Stars: Matt Smith, Karen Gillan, Arthur Darvill, Alex Kingston, Mike McShane, Rob David, Ozzie Yue, Bentley Kalu, Burnell Tucker
Writer: Steven Moffat
Director: Nick Hurran
Network: BBC America, airs Saturday night
Original Telecast: September 22, 2012
In the fifth episode of DOCTOR WHO Series 7, “The Angels Take Manhattan,” the Doctor (Matt Smith), Amy (Karen Gillan), and Rory (Arthur Darvill) are in New York when a massive incursion of Weeping Angels introduce a host of problems, including the possible death – again – of Rory. When River Song (Alex Kingston), Amy and Rory’s daughter and psychopath, turns up to help out, you know things won’t end well. Or will they? Perhaps true love will triumph after all, either here and now or somewhere back in the past…
I suppose it was almost inevitable that given my opinion of the storyline that has been an intrinsic part of Amy’s involvement in the series, this would be the one potential misfire in the very short run of new episodes this year. At long last the Williamses are gone (supposedly), and I for one am glad to close the book on that story. But let’s not forget something important – for a group of people watching the show now, Amelia Pond and her long-suffering (and often-dying) husband Rory Williams will always be “their” companions, and the departure of these characters is a sad time after which nothing will ever be the same again. So for all those fans, here’s hoping this departure provided at least a partially satisfying finale to their tale.
And yes, there are plot holes galore in the latest scheme of the Weeping Angels, not least the inexplicable way the Statue of Liberty can just stroll around with no one noticing its presence in the city or absence from its pedestal, and there are also massive inconsistencies in the way in which DOCTOR WHO has dealt with time, fixed points, and so on. In this era, rewriting the entire universe has been on the table at least once, but now we’re back to not tampering with things again, only because it’s time to write out some cast members. Still, there are a few nice moments, a bit of a return to the Angels seeming creepy and effective, genuinely moving performances by the entire main cast that almost manage to transcend the uneven material, and a stunning use of New York locations.
Now – one last time – let’s talk about the baby that’s not in the room. Here was one last chance, especially given how much time keeps getting rewritten during this era, to resolve one of the most aggravating and (arguably) offensive elements of the last several years’ storytelling. Knowing there’s a young toddler Melody/River in old New York from episodes past, why not reunite the family, unwrite the River we know, and instead leave a happy couple with a baby that will now be raised by her true parents and not by aliens hell bent on programming her into a lethal killer? Even when Amy tells the Doctor at the end to go back and tell little Amelia about all the things she has to look forward to (hey, doesn’t that rewrite history? Oh, never mind…), she doesn’t even mention having a child that grows up to be the very same crazy adventurer that just shared their final journey with the Doctor. Slips her mind easily, that whole having a daughter thing. Alas, it seems Melody is forever lost and years of child abuse by Kovarian and her minions will remain part of the Moffat-era canon. Family entertainment indeed.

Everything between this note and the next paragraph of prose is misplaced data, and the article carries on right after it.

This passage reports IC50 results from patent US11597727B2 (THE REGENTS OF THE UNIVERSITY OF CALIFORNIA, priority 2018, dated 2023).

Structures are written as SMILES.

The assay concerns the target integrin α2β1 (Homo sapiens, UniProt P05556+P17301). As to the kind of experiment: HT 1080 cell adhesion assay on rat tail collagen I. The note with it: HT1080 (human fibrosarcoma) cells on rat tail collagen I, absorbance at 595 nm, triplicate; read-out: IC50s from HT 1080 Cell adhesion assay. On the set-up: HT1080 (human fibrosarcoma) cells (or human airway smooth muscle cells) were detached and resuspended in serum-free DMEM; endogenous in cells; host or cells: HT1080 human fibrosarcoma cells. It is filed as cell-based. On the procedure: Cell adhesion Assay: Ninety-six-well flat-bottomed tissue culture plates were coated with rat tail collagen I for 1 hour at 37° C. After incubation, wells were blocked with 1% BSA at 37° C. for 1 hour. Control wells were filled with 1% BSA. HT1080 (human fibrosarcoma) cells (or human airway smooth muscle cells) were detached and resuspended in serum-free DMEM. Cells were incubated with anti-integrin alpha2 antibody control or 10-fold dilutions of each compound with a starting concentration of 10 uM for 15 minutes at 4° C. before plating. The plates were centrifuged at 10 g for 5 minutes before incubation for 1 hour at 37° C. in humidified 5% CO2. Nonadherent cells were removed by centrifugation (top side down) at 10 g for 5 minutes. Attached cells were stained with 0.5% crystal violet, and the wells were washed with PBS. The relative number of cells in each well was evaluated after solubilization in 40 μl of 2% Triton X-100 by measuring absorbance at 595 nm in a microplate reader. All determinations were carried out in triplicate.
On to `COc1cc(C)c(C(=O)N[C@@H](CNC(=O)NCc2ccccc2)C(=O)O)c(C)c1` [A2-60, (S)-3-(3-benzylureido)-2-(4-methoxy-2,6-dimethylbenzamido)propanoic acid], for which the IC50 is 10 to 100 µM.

Although it’s nice to know Amy and Rory live a happy life together, even that revelation feels misjudged at the end by leaving it off camera. We only have Amy’s voice over to tell us rather than provide one single shot of the two of them reunited in the past and at long last freed from the Doctor’s meddling (which is definitely how it felt in the last several stories – remember when traveling with the Doctor was supposed to be exciting and make you into a better person?). Even in trying to provide some sort of conclusion to one of the series’ most convoluted stories, this episode manages to miss the little touches that would have made it better. For my part, I’d just like to move on now.
Well, that’s all the new DOCTOR WHO we get until Christmas, and with the 50th anniversary looming ahead as well, all I can think is: remember when we used to get 13 episodes of new WHO in a row? Whatever they wind up doing in 2013, let’s just hope it is special…and not “Planet of the Dead” or “The Waters of Mars” special either. Ho ho ho!
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Click on link: AX’s exclusive interview with DOCTOR WHO showrunner Steven Moffat – Part 1
Click on link: AX’s exclusive interview with DOCTOR WHO showrunner Steven Moffat – Part 2
Click on Link: TV Review: DOCTOR WHO – Series 6 – “Closing Time” – Review #2
Click on link: AX’s DOCTOR WHO – Series 6 – “Let’s Kill Hitler” – Review #2 (positive review)
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Article: TV Review: DOCTOR WHO – Series 7 – “The Angels Take Manhattan”